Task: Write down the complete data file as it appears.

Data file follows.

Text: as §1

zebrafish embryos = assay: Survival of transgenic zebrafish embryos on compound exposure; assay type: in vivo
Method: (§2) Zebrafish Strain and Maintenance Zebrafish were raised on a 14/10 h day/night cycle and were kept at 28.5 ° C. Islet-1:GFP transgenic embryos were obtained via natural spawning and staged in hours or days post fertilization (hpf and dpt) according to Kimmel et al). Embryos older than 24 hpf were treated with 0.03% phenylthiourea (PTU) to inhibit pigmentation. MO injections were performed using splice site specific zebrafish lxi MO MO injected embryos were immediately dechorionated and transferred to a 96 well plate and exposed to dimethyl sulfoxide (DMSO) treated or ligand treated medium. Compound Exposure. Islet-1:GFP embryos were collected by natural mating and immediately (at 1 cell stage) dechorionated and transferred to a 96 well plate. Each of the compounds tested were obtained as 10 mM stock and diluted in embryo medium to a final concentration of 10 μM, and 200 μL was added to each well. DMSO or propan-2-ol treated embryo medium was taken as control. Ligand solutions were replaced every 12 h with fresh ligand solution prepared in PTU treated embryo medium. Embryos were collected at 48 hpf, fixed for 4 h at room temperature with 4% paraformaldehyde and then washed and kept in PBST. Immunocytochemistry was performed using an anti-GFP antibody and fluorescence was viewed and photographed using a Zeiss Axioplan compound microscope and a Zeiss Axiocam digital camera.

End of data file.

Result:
Text: as §1

zebrafish embryos = assay: Survival of transgenic zebrafish embryos on compound exposure; assay type: in vivo
Method: (§2) Zebrafish Strain and Maintenance Zebrafish were raised on a 14/10 h day/night cycle and were kept at 28.5 ° C. Islet-1:GFP transgenic embryos were obtained via natural spawning and staged in hours or days post fertilization (hpf and dpt) according to Kimmel et al). Embryos older than 24 hpf were treated with 0.03% phenylthiourea (PTU) to inhibit pigmentation. MO injections were performed using splice site specific zebrafish lxi MO MO injected embryos were immediately dechorionated and transferred to a 96 well plate and exposed to dimethyl sulfoxide (DMSO) treated or ligand treated medium. Compound Exposure. Islet-1:GFP embryos were collected by natural mating and immediately (at 1 cell stage) dechorionated and transferred to a 96 well plate. Each of the compounds tested were obtained as 10 mM stock and diluted in embryo medium to a final concentration of 10 μM, and 200 μL was added to each well. DMSO or propan-2-ol treated embryo medium was taken as control. Ligand solutions were replaced every 12 h with fresh ligand solution prepared in PTU treated embryo medium. Embryos were collected at 48 hpf, fixed for 4 h at room temperature with 4% paraformaldehyde and then washed and kept in PBST. Immunocytochemistry was performed using an anti-GFP antibody and fluorescence was viewed and photographed using a Zeiss Axioplan compound microscope and a Zeiss Axiocam digital camera.